Date of Award


Document Type


Degree Name

Doctor of Education (EdD)


Executive Leadership

First Supervisor

Frances Wills

Second Supervisor

Damary M. Bonilla-Rodriguez


Student achievement data reveal that a disproportionate number of African American males are failing in school, placed in special-education classes, suspended or expelled from school, or incarcerated. Males of color factor substantially in the analysis of the achievement gap and its impact on economic and social development. The purpose of this quantitative study was to investigate whether single-gender environments had a significant impact on the academic performance of African American males in a public, urban middle school. The application of several theories guided this work: The African American male theory, ecological systems theory, critical race theory, and oppositional culture theory. The Grade 8 New York State Common Core English Language Arts exam was the assessment used to measure performance. An analysis of two specific types of learning environments, coupled with the intrinsic differences within coeducational and single-gender middle school environments were explored. A profile analysis was applied to test whether there was a statistically significant difference in ELA test scores of eighth-grade African American males enrolled in a coeducational class, compared to ELA test scores of eighth-grade African American males enrolled in a single-gender class. The 88 participants received coeducational instruction in Grade 7 and either coeducational or single-gender instruction in grade 8. Findings indicated no significant difference in ELA test scores for middle school African American males in single-gender learning environments, compared to those in coeducational classrooms.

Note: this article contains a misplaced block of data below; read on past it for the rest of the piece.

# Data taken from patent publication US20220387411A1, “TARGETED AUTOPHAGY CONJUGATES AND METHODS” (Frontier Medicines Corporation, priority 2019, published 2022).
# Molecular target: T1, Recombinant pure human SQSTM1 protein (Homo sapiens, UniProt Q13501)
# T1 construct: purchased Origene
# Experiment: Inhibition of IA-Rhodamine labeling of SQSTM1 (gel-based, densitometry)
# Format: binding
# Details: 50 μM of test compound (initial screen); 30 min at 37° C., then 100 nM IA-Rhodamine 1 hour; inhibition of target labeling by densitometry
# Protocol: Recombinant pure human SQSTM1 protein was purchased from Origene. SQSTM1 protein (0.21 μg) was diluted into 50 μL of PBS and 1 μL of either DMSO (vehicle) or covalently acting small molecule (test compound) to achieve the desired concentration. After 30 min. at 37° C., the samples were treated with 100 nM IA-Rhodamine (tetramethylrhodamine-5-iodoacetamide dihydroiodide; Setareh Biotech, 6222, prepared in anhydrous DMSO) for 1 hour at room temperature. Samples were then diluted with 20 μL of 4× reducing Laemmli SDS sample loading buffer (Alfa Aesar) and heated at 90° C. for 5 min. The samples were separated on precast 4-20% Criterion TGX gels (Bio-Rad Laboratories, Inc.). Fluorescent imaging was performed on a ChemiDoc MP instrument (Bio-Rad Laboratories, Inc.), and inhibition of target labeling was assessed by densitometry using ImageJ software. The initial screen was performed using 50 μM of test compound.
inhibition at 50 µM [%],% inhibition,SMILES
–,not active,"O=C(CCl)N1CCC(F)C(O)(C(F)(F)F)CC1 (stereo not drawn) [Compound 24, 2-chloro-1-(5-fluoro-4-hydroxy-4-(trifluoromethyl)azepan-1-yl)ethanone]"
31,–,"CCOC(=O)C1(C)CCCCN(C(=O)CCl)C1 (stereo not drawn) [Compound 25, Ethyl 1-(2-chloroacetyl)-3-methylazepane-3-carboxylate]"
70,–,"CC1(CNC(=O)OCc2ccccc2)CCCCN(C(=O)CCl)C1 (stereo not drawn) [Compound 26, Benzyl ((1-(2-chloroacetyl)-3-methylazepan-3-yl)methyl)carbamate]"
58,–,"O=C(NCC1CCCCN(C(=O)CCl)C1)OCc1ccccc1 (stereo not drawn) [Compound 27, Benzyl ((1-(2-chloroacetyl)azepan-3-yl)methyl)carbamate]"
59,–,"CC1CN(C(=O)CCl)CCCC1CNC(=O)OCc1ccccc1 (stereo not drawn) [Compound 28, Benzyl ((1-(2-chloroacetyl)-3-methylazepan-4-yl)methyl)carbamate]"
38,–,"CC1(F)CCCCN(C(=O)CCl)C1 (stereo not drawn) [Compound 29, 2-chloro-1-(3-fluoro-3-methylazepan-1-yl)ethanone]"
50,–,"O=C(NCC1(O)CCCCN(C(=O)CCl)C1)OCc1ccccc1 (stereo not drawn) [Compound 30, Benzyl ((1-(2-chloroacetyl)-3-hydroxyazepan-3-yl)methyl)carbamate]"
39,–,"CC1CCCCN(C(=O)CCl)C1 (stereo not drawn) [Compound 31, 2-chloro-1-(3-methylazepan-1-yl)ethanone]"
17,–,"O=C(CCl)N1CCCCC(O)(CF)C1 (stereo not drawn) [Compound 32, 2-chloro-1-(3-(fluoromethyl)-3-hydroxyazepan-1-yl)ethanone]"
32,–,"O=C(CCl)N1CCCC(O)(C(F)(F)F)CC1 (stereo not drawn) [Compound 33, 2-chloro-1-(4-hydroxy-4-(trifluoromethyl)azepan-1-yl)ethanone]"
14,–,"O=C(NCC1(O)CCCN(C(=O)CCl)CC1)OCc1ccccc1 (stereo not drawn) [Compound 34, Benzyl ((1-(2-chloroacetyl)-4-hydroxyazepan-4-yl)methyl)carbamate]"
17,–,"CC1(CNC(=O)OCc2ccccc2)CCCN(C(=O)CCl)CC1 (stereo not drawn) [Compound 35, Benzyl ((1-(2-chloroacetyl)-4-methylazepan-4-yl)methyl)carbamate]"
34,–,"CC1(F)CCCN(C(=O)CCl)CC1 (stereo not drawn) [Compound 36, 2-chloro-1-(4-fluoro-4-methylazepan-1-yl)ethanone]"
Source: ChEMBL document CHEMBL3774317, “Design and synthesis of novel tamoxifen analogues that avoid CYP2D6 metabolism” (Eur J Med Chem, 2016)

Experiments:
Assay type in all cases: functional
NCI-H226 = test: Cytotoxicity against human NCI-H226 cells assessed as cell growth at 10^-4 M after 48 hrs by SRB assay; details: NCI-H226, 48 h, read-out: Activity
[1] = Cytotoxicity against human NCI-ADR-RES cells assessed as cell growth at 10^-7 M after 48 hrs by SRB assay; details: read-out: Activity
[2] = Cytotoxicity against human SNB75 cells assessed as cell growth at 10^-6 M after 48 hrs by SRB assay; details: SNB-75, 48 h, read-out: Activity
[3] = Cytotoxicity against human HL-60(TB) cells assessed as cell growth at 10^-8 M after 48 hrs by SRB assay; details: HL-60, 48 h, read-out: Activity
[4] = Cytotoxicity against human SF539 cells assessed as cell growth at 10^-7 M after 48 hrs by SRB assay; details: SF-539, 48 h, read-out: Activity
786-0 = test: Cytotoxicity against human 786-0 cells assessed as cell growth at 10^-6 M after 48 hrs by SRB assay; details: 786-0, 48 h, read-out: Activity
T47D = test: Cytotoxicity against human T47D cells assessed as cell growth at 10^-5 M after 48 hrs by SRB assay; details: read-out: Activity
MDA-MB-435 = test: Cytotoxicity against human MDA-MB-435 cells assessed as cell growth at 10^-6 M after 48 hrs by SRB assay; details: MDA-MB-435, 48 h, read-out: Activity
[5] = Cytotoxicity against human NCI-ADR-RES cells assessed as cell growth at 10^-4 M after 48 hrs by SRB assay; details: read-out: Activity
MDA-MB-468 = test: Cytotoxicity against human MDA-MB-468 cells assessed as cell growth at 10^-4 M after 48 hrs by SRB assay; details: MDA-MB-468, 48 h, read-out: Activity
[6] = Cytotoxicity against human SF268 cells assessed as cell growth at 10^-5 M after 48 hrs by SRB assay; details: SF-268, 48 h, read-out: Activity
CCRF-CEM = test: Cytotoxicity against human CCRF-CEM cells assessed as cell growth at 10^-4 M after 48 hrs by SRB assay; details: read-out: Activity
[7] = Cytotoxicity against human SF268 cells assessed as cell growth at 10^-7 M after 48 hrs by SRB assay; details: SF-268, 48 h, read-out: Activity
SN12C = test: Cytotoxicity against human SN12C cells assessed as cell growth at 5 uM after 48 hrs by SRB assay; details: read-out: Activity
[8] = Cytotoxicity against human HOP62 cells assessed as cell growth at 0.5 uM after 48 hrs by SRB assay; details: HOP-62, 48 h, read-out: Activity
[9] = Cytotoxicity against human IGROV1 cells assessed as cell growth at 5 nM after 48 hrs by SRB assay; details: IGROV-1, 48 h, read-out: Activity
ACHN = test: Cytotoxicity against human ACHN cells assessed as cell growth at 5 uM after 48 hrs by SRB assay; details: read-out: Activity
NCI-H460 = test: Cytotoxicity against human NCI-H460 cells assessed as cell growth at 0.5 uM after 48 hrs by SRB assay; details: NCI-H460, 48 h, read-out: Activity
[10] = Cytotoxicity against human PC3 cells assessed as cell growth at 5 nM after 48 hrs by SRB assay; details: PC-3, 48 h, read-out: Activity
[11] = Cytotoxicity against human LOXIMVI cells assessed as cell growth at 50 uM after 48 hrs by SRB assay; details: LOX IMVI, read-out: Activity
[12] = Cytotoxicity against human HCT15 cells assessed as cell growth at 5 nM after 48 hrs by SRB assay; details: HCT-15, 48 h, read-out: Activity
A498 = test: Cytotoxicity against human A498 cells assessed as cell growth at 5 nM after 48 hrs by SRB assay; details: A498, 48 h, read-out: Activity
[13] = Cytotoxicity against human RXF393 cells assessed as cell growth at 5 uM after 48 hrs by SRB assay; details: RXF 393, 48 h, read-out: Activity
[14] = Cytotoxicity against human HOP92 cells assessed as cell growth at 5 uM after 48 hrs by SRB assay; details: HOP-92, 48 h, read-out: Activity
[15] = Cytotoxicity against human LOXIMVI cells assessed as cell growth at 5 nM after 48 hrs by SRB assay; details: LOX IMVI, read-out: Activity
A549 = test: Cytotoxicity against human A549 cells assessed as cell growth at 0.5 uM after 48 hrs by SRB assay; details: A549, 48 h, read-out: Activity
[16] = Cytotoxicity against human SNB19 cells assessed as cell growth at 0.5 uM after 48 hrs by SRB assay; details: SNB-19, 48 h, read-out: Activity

Included in

Education Commons